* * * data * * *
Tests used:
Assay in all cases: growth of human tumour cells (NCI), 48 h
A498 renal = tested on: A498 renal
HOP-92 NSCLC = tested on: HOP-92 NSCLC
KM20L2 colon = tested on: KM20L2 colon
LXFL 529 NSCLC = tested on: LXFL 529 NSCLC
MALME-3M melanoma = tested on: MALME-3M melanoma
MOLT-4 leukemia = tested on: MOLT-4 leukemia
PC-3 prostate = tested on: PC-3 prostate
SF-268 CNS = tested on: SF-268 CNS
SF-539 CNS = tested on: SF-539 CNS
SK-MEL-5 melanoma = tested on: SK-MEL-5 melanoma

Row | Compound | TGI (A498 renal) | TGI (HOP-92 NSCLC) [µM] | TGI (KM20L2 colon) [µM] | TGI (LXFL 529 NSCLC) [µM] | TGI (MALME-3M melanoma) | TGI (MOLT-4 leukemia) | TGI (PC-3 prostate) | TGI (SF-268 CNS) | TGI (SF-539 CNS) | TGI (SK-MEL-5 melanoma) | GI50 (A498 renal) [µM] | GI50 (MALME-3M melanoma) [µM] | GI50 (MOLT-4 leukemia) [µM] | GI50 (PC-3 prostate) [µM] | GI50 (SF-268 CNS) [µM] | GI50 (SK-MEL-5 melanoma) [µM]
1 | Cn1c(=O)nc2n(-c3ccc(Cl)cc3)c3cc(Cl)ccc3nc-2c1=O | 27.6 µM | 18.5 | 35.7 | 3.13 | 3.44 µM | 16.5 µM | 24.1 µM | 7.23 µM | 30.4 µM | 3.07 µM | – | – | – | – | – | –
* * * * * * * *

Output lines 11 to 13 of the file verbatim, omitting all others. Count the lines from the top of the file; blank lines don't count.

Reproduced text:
SF-539 CNS = tested on: SF-539 CNS
SK-MEL-5 melanoma = tested on: SK-MEL-5 melanoma

Row | Compound | TGI (A498 renal) | TGI (HOP-92 NSCLC) [µM] | TGI (KM20L2 colon) [µM] | TGI (LXFL 529 NSCLC) [µM] | TGI (MALME-3M melanoma) | TGI (MOLT-4 leukemia) | TGI (PC-3 prostate) | TGI (SF-268 CNS) | TGI (SF-539 CNS) | TGI (SK-MEL-5 melanoma) | GI50 (A498 renal) [µM] | GI50 (MALME-3M melanoma) [µM] | GI50 (MOLT-4 leukemia) [µM] | GI50 (PC-3 prostate) [µM] | GI50 (SF-268 CNS) [µM] | GI50 (SK-MEL-5 melanoma) [µM]